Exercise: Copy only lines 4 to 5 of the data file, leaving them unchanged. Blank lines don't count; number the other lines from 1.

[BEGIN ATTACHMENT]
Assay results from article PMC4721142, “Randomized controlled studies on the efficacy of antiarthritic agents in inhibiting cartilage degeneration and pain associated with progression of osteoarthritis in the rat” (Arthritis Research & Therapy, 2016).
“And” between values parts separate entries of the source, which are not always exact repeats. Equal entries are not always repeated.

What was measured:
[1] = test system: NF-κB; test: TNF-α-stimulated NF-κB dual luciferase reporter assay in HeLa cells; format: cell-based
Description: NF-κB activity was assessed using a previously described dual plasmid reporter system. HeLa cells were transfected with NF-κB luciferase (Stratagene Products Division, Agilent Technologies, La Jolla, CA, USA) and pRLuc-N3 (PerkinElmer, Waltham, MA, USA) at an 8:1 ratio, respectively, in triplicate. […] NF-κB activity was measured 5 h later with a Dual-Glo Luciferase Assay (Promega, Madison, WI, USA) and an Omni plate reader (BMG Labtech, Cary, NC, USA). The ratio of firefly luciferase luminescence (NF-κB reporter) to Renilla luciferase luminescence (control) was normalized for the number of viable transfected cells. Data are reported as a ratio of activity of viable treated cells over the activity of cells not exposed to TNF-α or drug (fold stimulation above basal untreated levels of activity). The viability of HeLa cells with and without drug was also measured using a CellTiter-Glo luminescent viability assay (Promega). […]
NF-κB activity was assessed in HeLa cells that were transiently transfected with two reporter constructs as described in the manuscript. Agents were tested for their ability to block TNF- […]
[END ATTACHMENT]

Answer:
[1] = test system: NF-κB; test: TNF-α-stimulated NF-κB dual luciferase reporter assay in HeLa cells; format: cell-based
Description: NF-κB activity was assessed using a previously described dual plasmid reporter system. HeLa cells were transfected with NF-κB luciferase (Stratagene Products Division, Agilent Technologies, La Jolla, CA, USA) and pRLuc-N3 (PerkinElmer, Waltham, MA, USA) at an 8:1 ratio, respectively, in triplicate. […] NF-κB activity was measured 5 h later with a Dual-Glo Luciferase Assay (Promega, Madison, WI, USA) and an Omni plate reader (BMG Labtech, Cary, NC, USA). The ratio of firefly luciferase luminescence (NF-κB reporter) to Renilla luciferase luminescence (control) was normalized for the number of viable transfected cells. Data are reported as a ratio of activity of viable treated cells over the activity of cells not exposed to TNF-α or drug (fold stimulation above basal untreated levels of activity). The viability of HeLa cells with and without drug was also measured using a CellTiter-Glo luminescent viability assay (Promega). […]